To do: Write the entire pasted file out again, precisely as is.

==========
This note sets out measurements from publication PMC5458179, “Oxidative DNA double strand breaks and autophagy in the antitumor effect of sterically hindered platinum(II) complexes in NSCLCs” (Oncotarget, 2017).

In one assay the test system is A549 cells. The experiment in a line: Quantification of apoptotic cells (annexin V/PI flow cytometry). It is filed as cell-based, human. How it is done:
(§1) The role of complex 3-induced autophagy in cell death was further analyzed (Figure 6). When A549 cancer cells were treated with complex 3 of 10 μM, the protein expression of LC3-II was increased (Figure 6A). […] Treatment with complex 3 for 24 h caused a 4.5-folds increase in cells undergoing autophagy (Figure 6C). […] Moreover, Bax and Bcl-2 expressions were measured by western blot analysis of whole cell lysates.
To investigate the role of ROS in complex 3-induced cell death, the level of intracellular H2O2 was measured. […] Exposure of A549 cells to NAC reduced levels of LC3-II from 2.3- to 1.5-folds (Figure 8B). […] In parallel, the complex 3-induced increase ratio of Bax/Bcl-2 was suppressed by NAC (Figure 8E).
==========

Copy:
This note sets out measurements from publication PMC5458179, “Oxidative DNA double strand breaks and autophagy in the antitumor effect of sterically hindered platinum(II) complexes in NSCLCs” (Oncotarget, 2017).

In one assay the test system is A549 cells. The experiment in a line: Quantification of apoptotic cells (annexin V/PI flow cytometry). It is filed as cell-based, human. How it is done:
(§1) The role of complex 3-induced autophagy in cell death was further analyzed (Figure 6). When A549 cancer cells were treated with complex 3 of 10 μM, the protein expression of LC3-II was increased (Figure 6A). […] Treatment with complex 3 for 24 h caused a 4.5-folds increase in cells undergoing autophagy (Figure 6C). […] Moreover, Bax and Bcl-2 expressions were measured by western blot analysis of whole cell lysates.
To investigate the role of ROS in complex 3-induced cell death, the level of intracellular H2O2 was measured. […] Exposure of A549 cells to NAC reduced levels of LC3-II from 2.3- to 1.5-folds (Figure 8B). […] In parallel, the complex 3-induced increase ratio of Bax/Bcl-2 was suppressed by NAC (Figure 8E).